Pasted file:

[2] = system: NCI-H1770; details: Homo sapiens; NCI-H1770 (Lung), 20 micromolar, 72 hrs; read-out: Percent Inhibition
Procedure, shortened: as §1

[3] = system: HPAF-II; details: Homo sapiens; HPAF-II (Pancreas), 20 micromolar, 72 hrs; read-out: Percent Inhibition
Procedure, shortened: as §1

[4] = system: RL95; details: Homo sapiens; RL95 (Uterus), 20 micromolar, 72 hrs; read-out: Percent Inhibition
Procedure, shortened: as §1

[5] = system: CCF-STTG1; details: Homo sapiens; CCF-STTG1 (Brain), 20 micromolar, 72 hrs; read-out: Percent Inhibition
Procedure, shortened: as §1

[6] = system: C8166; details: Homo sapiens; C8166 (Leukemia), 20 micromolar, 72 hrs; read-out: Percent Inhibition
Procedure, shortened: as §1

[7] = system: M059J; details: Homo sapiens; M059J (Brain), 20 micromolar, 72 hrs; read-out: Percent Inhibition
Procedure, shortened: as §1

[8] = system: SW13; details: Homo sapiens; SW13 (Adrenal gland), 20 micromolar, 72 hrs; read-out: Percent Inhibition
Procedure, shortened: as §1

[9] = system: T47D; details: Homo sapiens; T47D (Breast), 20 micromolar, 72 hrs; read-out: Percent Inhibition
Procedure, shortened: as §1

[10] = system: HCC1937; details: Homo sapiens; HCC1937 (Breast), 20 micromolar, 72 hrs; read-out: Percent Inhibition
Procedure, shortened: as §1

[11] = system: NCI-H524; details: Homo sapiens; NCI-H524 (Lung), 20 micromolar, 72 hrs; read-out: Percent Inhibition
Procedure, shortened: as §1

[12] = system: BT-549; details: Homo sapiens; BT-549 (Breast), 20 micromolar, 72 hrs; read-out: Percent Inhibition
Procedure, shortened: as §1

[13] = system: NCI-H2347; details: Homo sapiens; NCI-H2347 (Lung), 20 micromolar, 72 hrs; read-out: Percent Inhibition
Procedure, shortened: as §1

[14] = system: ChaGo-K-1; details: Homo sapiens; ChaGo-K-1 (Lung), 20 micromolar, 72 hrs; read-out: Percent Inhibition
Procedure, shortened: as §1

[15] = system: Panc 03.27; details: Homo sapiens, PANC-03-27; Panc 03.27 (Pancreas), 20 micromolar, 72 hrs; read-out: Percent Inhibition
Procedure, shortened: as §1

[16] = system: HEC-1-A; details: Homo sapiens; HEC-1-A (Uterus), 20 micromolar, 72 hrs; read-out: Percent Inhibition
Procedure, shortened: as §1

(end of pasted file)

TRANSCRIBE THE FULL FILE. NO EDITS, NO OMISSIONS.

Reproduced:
[2] = system: NCI-H1770; details: Homo sapiens; NCI-H1770 (Lung), 20 micromolar, 72 hrs; read-out: Percent Inhibition
Procedure, shortened: as §1

[3] = system: HPAF-II; details: Homo sapiens; HPAF-II (Pancreas), 20 micromolar, 72 hrs; read-out: Percent Inhibition
Procedure, shortened: as §1

[4] = system: RL95; details: Homo sapiens; RL95 (Uterus), 20 micromolar, 72 hrs; read-out: Percent Inhibition
Procedure, shortened: as §1

[5] = system: CCF-STTG1; details: Homo sapiens; CCF-STTG1 (Brain), 20 micromolar, 72 hrs; read-out: Percent Inhibition
Procedure, shortened: as §1

[6] = system: C8166; details: Homo sapiens; C8166 (Leukemia), 20 micromolar, 72 hrs; read-out: Percent Inhibition
Procedure, shortened: as §1

[7] = system: M059J; details: Homo sapiens; M059J (Brain), 20 micromolar, 72 hrs; read-out: Percent Inhibition
Procedure, shortened: as §1

[8] = system: SW13; details: Homo sapiens; SW13 (Adrenal gland), 20 micromolar, 72 hrs; read-out: Percent Inhibition
Procedure, shortened: as §1

[9] = system: T47D; details: Homo sapiens; T47D (Breast), 20 micromolar, 72 hrs; read-out: Percent Inhibition
Procedure, shortened: as §1

[10] = system: HCC1937; details: Homo sapiens; HCC1937 (Breast), 20 micromolar, 72 hrs; read-out: Percent Inhibition
Procedure, shortened: as §1

[11] = system: NCI-H524; details: Homo sapiens; NCI-H524 (Lung), 20 micromolar, 72 hrs; read-out: Percent Inhibition
Procedure, shortened: as §1

[12] = system: BT-549; details: Homo sapiens; BT-549 (Breast), 20 micromolar, 72 hrs; read-out: Percent Inhibition
Procedure, shortened: as §1

[13] = system: NCI-H2347; details: Homo sapiens; NCI-H2347 (Lung), 20 micromolar, 72 hrs; read-out: Percent Inhibition
Procedure, shortened: as §1

[14] = system: ChaGo-K-1; details: Homo sapiens; ChaGo-K-1 (Lung), 20 micromolar, 72 hrs; read-out: Percent Inhibition
Procedure, shortened: as §1

[15] = system: Panc 03.27; details: Homo sapiens, PANC-03-27; Panc 03.27 (Pancreas), 20 micromolar, 72 hrs; read-out: Percent Inhibition
Procedure, shortened: as §1

[16] = system: HEC-1-A; details: Homo sapiens; HEC-1-A (Uterus), 20 micromolar, 72 hrs; read-out: Percent Inhibition
Procedure, shortened: as §1